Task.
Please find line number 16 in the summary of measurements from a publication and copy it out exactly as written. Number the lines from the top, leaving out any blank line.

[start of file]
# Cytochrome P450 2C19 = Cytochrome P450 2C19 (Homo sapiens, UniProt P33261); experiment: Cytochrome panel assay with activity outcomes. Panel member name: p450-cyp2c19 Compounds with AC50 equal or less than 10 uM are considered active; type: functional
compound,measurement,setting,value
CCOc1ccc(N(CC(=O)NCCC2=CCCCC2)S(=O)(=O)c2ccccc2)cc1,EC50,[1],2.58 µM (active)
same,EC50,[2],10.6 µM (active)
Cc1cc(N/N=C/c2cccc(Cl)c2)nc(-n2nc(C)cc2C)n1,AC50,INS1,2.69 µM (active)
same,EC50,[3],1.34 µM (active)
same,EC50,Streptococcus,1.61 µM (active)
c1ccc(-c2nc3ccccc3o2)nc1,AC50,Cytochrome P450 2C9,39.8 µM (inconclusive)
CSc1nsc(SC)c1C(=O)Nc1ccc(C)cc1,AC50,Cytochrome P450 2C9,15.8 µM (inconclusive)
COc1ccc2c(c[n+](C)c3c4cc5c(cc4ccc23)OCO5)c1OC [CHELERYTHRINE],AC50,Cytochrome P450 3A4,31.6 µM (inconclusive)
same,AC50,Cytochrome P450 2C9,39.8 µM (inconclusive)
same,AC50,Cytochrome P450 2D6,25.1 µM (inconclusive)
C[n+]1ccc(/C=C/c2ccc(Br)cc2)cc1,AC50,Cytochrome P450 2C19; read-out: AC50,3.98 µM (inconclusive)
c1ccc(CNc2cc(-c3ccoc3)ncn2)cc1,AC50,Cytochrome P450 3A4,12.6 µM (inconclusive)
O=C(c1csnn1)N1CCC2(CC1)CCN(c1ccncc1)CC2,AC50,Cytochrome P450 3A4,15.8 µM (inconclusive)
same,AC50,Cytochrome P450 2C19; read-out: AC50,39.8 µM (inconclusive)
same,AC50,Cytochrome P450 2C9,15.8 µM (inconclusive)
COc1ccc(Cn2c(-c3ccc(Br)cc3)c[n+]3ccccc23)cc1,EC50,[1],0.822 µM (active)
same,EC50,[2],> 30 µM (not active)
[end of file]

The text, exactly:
same,AC50,Cytochrome P450 2C19; read-out: AC50,39.8 µM (inconclusive)